Saturday, 28 September 2013

A Busy Busy Busy Day

Two weeks ago we packed away our summer clothes and put the heating on.
Today the sun was shining again and we went out for the day.

Our first stop was the Balsall Heath Library which is an impressive Victorian structure  with equally impressive helpful staff. My mission was to borrow some books on the contemporaneous Moseley Road Baths next door. These were opened in 1907 and share many design features with the Victoria Baths in Manchester. See my blog from 2010

There are three doors for 
1st Class Men 
2nd Class Men
Women


Second class pool is the only one in use since 2003
Unlike Victoria Baths in Manchester where there were three pools, Moseley Road only has two. Women, both first and second class, shared one entrance but went their separate ways once inside the building. As with the men, slipper baths were provided for each class.



Next stop was Birmingham city centre to visit the first floating market comprising roving traders from the canals.
No cheese boat or fudge boat but Pam's fused glass jewellery appeared popular

After a coffee and sandwich we took the train to Tipton (£2.95 return!) where we popped into the library to view all the photographs entered  for the John Whitehouse Memorial Competition before walking along the canal to the Black Country Living Museum. We had two reasons for visiting the museum for the fourth time this year.  Firstly we won a voucher for free entry to the Dudley Tunnel Trip and secondly the Historic Boats Gathering was taking place there.
 
About a dozen boats were moored outside the museum  in the Dudley Tunnel arm.


For other boats to enter the museum wharf and lime kiln arm the lift bridge had to be raised which I have not seen before.

This also allowed boats to escape too.

John Pattle executed a remarkable turn  in his tug Pacific towing a butty of passengers which drew applause from the onlooking visitors.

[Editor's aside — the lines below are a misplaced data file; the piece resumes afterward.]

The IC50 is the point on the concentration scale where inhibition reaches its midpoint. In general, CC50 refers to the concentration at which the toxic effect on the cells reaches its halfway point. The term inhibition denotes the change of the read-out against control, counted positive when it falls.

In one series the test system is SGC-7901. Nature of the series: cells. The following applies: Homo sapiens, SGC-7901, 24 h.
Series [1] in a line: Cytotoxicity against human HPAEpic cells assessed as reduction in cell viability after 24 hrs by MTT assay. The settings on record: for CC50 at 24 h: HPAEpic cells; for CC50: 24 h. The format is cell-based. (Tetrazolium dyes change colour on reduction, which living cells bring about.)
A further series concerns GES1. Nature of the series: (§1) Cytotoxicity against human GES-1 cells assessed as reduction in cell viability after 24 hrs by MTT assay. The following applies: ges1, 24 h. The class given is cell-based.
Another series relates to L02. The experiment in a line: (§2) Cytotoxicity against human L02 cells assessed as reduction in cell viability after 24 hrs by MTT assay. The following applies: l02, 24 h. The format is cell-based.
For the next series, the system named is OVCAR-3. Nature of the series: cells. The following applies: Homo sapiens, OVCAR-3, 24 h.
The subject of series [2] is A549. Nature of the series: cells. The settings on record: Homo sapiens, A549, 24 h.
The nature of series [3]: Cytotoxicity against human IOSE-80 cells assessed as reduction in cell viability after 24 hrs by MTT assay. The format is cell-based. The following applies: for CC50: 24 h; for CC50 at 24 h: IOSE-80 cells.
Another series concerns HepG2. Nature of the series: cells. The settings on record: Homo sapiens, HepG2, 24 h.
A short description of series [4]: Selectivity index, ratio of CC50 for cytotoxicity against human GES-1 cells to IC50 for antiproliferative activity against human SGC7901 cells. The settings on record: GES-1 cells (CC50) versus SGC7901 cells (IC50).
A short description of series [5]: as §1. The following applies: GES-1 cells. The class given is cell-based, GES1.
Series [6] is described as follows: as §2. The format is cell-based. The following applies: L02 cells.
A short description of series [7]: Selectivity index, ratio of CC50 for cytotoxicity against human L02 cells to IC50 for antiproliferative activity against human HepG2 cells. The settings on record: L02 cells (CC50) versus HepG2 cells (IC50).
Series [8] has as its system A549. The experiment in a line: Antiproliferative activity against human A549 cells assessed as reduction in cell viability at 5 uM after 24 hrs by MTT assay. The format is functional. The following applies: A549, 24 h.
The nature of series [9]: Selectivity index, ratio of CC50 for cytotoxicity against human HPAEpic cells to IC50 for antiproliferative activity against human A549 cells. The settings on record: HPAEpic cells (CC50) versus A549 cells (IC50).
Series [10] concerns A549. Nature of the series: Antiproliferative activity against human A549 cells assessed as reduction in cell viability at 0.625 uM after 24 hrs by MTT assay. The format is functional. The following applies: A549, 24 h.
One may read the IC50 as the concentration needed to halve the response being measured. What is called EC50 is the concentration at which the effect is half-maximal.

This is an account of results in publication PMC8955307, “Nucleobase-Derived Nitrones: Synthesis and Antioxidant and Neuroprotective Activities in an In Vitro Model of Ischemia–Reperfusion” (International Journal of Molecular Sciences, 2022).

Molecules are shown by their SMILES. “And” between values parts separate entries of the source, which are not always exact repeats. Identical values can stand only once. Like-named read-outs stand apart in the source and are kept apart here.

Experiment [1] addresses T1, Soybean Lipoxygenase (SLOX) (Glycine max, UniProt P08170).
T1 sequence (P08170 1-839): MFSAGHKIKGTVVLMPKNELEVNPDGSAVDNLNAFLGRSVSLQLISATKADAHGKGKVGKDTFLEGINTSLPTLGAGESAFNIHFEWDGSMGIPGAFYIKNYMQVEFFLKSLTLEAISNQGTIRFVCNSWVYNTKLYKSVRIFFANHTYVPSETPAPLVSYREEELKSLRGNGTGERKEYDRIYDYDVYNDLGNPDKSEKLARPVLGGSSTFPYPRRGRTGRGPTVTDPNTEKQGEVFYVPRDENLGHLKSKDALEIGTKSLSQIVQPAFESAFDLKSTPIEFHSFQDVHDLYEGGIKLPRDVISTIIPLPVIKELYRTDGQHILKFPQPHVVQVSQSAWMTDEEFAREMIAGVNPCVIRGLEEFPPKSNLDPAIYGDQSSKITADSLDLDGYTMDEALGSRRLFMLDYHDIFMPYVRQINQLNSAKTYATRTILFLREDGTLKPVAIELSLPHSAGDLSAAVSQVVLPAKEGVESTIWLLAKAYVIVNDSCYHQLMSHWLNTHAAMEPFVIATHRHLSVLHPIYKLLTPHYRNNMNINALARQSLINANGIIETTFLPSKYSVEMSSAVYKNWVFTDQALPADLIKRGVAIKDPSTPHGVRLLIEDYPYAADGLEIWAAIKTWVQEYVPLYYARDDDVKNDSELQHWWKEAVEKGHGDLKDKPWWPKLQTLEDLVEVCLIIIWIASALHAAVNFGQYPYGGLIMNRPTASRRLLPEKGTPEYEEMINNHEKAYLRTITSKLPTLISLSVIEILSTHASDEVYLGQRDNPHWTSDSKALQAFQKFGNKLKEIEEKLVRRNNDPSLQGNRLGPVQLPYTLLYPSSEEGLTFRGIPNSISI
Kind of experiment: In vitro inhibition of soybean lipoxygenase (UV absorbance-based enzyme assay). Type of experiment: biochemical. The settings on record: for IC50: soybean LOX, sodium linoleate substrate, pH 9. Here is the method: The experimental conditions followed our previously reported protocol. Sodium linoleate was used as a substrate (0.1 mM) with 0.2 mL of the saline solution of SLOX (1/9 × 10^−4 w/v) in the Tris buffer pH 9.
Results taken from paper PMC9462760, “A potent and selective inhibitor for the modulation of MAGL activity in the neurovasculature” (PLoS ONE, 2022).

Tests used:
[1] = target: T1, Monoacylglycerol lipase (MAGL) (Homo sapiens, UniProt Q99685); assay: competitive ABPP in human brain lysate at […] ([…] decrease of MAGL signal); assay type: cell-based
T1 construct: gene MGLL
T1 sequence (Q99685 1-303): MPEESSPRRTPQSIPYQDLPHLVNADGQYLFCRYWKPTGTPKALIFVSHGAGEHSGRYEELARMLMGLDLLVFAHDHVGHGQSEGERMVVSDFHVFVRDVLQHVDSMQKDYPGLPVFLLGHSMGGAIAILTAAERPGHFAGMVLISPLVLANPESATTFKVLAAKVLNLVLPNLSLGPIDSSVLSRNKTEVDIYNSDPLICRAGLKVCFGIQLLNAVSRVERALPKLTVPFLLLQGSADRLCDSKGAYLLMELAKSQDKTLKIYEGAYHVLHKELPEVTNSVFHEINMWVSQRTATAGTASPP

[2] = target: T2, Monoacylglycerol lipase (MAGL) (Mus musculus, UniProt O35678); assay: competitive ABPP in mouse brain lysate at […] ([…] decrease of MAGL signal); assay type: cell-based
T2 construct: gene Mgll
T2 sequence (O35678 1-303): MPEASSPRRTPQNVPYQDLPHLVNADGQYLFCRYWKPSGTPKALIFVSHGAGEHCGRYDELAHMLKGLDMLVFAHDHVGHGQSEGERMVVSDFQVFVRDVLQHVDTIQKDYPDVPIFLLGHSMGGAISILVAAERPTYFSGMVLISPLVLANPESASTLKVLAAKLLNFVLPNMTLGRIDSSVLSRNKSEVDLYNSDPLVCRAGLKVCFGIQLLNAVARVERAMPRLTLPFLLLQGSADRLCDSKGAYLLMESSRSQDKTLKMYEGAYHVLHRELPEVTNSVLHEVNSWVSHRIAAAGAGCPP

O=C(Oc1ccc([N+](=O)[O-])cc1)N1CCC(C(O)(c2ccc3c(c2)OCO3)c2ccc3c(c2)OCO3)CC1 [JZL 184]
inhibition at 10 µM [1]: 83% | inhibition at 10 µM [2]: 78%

Tunnels under Dudley Castle were dug to extract lime for the iron smelters before they were linked up to form a canal link between Tipton and Netherton


Originally 13 construction shafts were sunk but all but three have now been filled in.  Water percolating through the limestone creates colourful deposits in these shafts and down the tunnel walls.  


By the time we had taken the last tunnel tour of the day we were getting tired and we walked back to Tipton Station for the train to Birmingham New Street.


The station entrance for platform two  is spanned by an arch depicting local industries.
 

Platform one - for Birmingham - is approached under a similar arch where the sculptures recount the life of William Perry, the Tipton Slasher.

Once we arrived at New Street we decided to eat out as we would arrive back at Gecko rather late for cooking.

Behind New Street station is Chinatown where we have eaten a few times.  On this occasion we did not fancy the buffet and chose instead to try a little noodle shop which was half full of Chinese diners which we felt augured well for the food. If you have eaten in China, as we have, the usual fare of sweet sauces is rather jading.  The Cafe Soya  on Cathay Street is quite unlike this. The food is simple, authentic and served with quiet competence. Quite a revelation and a splendid close to our busy day.

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